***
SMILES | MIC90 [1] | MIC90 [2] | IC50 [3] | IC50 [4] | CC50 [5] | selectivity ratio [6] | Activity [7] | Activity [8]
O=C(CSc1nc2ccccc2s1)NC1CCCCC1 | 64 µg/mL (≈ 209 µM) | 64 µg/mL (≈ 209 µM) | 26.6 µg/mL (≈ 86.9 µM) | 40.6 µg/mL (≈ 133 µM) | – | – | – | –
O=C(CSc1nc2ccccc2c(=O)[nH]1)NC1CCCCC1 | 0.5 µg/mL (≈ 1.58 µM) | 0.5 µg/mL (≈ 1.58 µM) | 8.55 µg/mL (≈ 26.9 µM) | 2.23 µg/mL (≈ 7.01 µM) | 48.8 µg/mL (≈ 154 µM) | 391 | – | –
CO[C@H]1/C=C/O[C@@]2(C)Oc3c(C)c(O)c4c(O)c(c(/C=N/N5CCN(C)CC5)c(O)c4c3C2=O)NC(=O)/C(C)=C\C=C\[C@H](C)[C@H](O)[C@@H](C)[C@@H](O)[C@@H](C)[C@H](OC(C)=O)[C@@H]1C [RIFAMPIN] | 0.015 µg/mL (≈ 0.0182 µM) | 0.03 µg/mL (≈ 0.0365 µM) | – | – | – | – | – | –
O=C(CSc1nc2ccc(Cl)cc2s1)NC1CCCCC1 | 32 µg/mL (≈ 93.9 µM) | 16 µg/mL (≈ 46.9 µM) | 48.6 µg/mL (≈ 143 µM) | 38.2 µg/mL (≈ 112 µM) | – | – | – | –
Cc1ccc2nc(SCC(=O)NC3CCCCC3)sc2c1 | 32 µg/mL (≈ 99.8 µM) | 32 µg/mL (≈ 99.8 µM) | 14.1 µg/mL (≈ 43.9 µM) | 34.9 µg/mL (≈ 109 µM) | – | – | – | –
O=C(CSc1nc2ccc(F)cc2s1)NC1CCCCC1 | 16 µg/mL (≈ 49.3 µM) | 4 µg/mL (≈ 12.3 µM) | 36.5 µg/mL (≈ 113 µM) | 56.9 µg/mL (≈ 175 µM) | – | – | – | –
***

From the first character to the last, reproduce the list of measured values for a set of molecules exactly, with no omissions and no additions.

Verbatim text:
SMILES | MIC90 [1] | MIC90 [2] | IC50 [3] | IC50 [4] | CC50 [5] | selectivity ratio [6] | Activity [7] | Activity [8]
O=C(CSc1nc2ccccc2s1)NC1CCCCC1 | 64 µg/mL (≈ 209 µM) | 64 µg/mL (≈ 209 µM) | 26.6 µg/mL (≈ 86.9 µM) | 40.6 µg/mL (≈ 133 µM) | – | – | – | –
O=C(CSc1nc2ccccc2c(=O)[nH]1)NC1CCCCC1 | 0.5 µg/mL (≈ 1.58 µM) | 0.5 µg/mL (≈ 1.58 µM) | 8.55 µg/mL (≈ 26.9 µM) | 2.23 µg/mL (≈ 7.01 µM) | 48.8 µg/mL (≈ 154 µM) | 391 | – | –
CO[C@H]1/C=C/O[C@@]2(C)Oc3c(C)c(O)c4c(O)c(c(/C=N/N5CCN(C)CC5)c(O)c4c3C2=O)NC(=O)/C(C)=C\C=C\[C@H](C)[C@H](O)[C@@H](C)[C@@H](O)[C@@H](C)[C@H](OC(C)=O)[C@@H]1C [RIFAMPIN] | 0.015 µg/mL (≈ 0.0182 µM) | 0.03 µg/mL (≈ 0.0365 µM) | – | – | – | – | – | –
O=C(CSc1nc2ccc(Cl)cc2s1)NC1CCCCC1 | 32 µg/mL (≈ 93.9 µM) | 16 µg/mL (≈ 46.9 µM) | 48.6 µg/mL (≈ 143 µM) | 38.2 µg/mL (≈ 112 µM) | – | – | – | –
Cc1ccc2nc(SCC(=O)NC3CCCCC3)sc2c1 | 32 µg/mL (≈ 99.8 µM) | 32 µg/mL (≈ 99.8 µM) | 14.1 µg/mL (≈ 43.9 µM) | 34.9 µg/mL (≈ 109 µM) | – | – | – | –
O=C(CSc1nc2ccc(F)cc2s1)NC1CCCCC1 | 16 µg/mL (≈ 49.3 µM) | 4 µg/mL (≈ 12.3 µM) | 36.5 µg/mL (≈ 113 µM) | 56.9 µg/mL (≈ 175 µM) | – | – | – | –